The Interview Process: I just want a Job! I Need Money to Pay the Bills

It doesn't matter if you just finished school, have an MBA, or are an experienced professional, the idea of applying for jobs or internships can be paralyzing. How do you find a company, how do you land an interview, when you do land an interview what should you do, and after receiving an offer how do you negotiate a salary?

These questions are so important because our work is a large part of our life and we should be fulfilled with work. Having a fulfilling job increases our happiness and helps businesses become more successful which adds overall value to the world.

What follows is the beginning of a three-part series on the interview process. Standard techniques like showing up early, dressing nice, and being courteous are important. Yet, you can read those tips anywhere. Our goal is to dive deeper into the interview process for you to land that dream job or internship.

Deciding if I Want the Interview

Matt:

Here is a huge idea most people never think about. I have a trusted business coach who shook my idea of work over coffee. She looked at me and said,

“you choose your career, do not accept any offer.”

Some of the most powerful ideas are simple in theory yet difficult to execute, she is 100% correct. We should not accept a job offer, instead, we need to choose our career.

The obvious question becomes: how do we know what career to choose? 

Finding that answer is key before you decide to interview with a company. I always fall back to Jim Collins’ advice and add a little extra touch to determine where someone should work. Ask yourself:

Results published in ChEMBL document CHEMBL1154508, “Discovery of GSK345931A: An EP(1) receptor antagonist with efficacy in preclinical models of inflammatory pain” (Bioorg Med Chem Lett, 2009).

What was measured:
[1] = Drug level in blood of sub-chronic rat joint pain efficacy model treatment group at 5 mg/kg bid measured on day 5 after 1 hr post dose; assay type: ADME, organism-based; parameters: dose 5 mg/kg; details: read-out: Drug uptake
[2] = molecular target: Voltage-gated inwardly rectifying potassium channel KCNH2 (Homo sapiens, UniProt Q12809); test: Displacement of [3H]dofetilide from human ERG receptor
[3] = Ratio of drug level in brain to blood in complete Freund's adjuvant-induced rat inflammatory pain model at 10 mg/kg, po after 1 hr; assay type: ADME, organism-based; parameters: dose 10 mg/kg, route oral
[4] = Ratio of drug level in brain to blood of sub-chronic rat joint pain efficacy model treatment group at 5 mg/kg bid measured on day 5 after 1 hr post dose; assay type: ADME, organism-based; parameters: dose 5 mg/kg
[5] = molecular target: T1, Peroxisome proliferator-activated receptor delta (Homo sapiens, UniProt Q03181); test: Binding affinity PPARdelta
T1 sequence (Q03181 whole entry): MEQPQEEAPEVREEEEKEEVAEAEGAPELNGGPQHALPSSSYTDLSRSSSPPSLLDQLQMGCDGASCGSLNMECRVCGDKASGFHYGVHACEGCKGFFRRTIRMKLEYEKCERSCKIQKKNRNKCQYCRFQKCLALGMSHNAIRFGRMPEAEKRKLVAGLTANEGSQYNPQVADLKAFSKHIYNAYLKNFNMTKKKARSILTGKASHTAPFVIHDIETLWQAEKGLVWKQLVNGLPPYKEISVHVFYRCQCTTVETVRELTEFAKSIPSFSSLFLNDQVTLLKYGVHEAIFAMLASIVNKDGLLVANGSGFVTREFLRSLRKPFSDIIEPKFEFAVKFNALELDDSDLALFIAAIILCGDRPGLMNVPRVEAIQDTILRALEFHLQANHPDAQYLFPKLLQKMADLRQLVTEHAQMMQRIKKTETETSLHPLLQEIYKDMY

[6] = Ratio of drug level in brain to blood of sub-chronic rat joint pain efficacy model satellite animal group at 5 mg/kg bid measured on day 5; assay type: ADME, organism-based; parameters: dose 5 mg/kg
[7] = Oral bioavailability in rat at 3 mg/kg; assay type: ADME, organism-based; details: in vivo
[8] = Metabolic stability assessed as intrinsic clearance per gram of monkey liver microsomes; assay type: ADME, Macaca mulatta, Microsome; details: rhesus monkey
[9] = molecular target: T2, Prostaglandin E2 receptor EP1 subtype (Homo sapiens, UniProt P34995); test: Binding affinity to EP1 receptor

• What are you passionate about?
  • What can you be paid to do?
  • What can you be world class at?
  • Where do you want to live in 3-5 years?

Many people can’t answer those questions . . . how do you even know where to apply unless you can answer those questions? Your career should be a unique blend of your passions, what pays, a job that you can do with excellence (over time), and match where you want to live.

Do not even begin to apply for jobs until you can honestly answer those questions, if you would like more detail on answering those questions click here for a free guide on determining your professional purpose.

After you answered those, then it is time to narrow your search of jobs to companies that fit your criteria. It is fascinating to see people realize there are really only a few places they want to work. Having a clear purpose focuses your attention toward your ideal career which makes it easier to set your attention on a specific industry or even a single company where you know you should be working.

Also, think about it from the company's’ perspective. There is a company waiting for you as your personality, technical skills, and talent match exactly what they need. They want you there just as much as it will fulfill you to work with them.

Companies succeed when they get “the right people on the bus, the wrong people off the bus, and the right people in the right seats.” ~ Jim Collins

Only with the clarity of your purpose will you know if you want to interview with a company to become the correct person for the bus.

 

Alejandro:

I just want a job! I need money to pay the bills.

This is the thought that comes to mind for most people when thinking about jobs and interviews. And it is perfectly normal because it’s the first level in Maslow’s Hierarchy of Needs. We need food and shelter.